FANFOOD FB’13 – Third Base

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As I round out the infield, I bring you to the hot corner. Let me say this, there are some talented players ready to make the jump to stardom. They may not be ready to make the jump to your team, but you need to know about them. This article will help you identify who they are followed by a recipe for smoked chorizo.

 

 

[C] [SP] [RP] [1B] [2B] [SS] [3B] [OF]

FANFOOD FB’13 Third Base

 

Much like the groups of second basemen and shortstops, one player stands atop of the pile and in a group of his own…Miguel Cabrera is your best option and the #1 or #2 overall player in the game. The first Triple Crown winner in 45 years needs to be on your team, but if you don’t have the top pick in your draft you have to look elsewhere. Adrian Beltre, Evan Longoria, Ryan Zimmerman, Hanley Ramirez, David Wright, and Chase Headley are not bad and you definitely will have the ability to get one of them.

Some people say that Ryan Zimmerman‘s numbers over the last two years show you he’s not the same player he was in 2009 and 2010, I disagree. Zimmerman is being brought along slowly following offseason surgery on his right shoulder. The Nationals plan to use him out of the DH spot in the early part of the Grapefruit League schedule, but he should be ready for the start of the season. He played through the injury for most of last season and still batted .282/.346/.478 with 25 homers and 95 RBI in 641 plate appearances. Despite the clean bill of health, Zimmerman will enter 2013 with legitimate durability concerns, as the 28-year-old has missed 98 games over the last three seasons…Evan Longoria also has been banged up for a couple years now. Evan Longoria has said that his surgically-repaired left hamstring “is ready.” Longoria underwent a minor procedure on the hamstring on November 20, and although the Rays will also take it slow with him early in spring training, the surgery is not expected to affect his status for opening day. Longo was limited to just 74 games last season due to hamstring problems, batting .289/.369/.527 with 17 homers…Adrian Beltre is on the verge of his 34th birthday and is dealing with a calf ailment that will cause him to miss the first round of the World Baseball Classic, but it’s not a long-term concern… David Wright hasn’t been much of a power hitter since the Mets moved to Citi Field and while no longer the first round stud he used to be, he is capable of .300/25/15…Chase Headley only became a power hitter last year and keep in mind he only hit 4 and 11 home runs the previous two years. Last year his fly ball rate was out of whack and he hit 31 home runs. His speed is decent and expect 15-20 SBs… The one I like in this group is Hanley Ramirez with shortstop eligibility. I have this feeling that he is going to shine in LA and I feel he has something to prove to himself and the fans.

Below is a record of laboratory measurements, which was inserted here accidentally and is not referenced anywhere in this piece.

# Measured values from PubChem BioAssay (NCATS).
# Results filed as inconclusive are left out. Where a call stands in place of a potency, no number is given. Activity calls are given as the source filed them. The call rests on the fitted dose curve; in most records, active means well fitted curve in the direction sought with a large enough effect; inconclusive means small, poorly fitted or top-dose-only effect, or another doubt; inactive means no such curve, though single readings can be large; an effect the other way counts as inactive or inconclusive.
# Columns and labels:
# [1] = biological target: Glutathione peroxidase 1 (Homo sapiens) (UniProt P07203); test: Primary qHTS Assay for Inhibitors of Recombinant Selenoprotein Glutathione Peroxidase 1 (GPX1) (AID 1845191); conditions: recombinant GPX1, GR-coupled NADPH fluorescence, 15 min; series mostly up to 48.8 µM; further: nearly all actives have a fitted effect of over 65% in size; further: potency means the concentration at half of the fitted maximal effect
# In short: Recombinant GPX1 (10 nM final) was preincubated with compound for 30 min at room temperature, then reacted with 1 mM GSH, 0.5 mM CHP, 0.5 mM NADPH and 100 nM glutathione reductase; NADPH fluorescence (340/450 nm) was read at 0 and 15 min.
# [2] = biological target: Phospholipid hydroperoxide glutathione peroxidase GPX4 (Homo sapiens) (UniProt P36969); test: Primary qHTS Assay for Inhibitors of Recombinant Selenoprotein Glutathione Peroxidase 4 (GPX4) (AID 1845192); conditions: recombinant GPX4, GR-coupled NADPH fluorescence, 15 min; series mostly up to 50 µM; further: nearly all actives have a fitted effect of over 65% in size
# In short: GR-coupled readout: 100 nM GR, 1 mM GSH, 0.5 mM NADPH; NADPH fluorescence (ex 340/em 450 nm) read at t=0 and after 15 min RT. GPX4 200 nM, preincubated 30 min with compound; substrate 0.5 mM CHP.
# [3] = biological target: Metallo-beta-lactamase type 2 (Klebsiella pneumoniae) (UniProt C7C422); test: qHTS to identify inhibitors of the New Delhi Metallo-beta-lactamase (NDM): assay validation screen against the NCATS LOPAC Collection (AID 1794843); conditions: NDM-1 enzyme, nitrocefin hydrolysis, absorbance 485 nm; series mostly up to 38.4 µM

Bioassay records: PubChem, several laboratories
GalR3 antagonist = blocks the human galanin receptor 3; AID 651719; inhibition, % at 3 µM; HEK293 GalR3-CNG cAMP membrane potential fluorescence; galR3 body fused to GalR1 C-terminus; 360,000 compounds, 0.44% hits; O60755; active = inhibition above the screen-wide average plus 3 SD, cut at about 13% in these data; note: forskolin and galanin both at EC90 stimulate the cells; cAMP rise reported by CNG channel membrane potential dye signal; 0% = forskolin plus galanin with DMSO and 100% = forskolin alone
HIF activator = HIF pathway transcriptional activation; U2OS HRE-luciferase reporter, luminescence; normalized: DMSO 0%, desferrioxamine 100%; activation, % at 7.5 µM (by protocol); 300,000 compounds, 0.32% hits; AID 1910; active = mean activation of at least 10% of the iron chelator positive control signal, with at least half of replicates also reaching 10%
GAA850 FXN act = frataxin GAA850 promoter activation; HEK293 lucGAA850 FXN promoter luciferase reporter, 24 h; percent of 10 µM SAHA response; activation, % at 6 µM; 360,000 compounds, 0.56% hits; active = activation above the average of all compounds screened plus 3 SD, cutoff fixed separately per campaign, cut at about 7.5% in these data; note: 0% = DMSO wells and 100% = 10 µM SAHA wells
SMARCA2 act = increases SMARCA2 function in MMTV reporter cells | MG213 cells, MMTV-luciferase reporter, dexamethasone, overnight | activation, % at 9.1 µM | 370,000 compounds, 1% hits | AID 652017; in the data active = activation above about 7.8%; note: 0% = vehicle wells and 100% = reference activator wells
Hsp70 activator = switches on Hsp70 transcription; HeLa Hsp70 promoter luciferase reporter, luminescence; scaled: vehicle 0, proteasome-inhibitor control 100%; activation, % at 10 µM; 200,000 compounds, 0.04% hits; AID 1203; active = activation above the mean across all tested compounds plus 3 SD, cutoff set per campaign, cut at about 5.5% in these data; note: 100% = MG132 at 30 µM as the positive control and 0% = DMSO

After that group we get into players such as Aramis Ramirez, Pablo Sandoval, Martin Prado, Brett Lawrie and Kyle Seager. All of whom are solid but have their faults.

Aramis Ramirez and Pablo Sandoval have upside in this group, though Ramirez is a year older than Beltre and has proven to be the more susceptible to injuries in recent years…Sandoval’s endless weight issues jeopardize both his health and productivity… It seems like I have been talking about Martin Prado for a week. The hot corner is not where you want to play him, but I could understand if you draft him and move him around the roster if you are afraid of inevitable injuries to the first two…Brett Lawrie has the highest upside of this group with his power-speed combination. Keep in mind that he will move down to fifth or sixth in the lineup which removes some stolen base chances…Kyle Seager took many roto managers by surprise with his 20 home runs and 13 stolen bases, in addition to a .259 average and 86 RBIs, last year. He was an underrated hitter, with skills comparable to those of teammate Dustin Ackley. Seattle becomes a little more hitter-friendly in 2013 when the fences move 10 feet closer in left-center and four feet in right-center. The Mariners scored an AL-worst 619 runs and Seager drove in around 14 percent (86 RBI) of them. Now, he enters this season with a full year of starting under his belt and will most likely hit in front of Mike Morse and Kendrys Morales. That is all good but Seattle’s improved lineup means that Seager will hit further down it. Safeco Field’s redone fences will benefit right-handed batters much more so than left-handed hitters like him. If I had to pick just one of these guys, I would go with Brett with his low risk/high potential.

 

By now, every team in your league should have their starting third baseman, but this doesn’t mean you can’t draft one of these players like David Freese, Will Middlebrooks, Pedro Alvarez, Mike Moustakas, Kevin Youkilis, Todd Frazier, Manny Machado, Jedd Gyorko, and Michael Young. Any one of these guys could be a nice addition to your bench.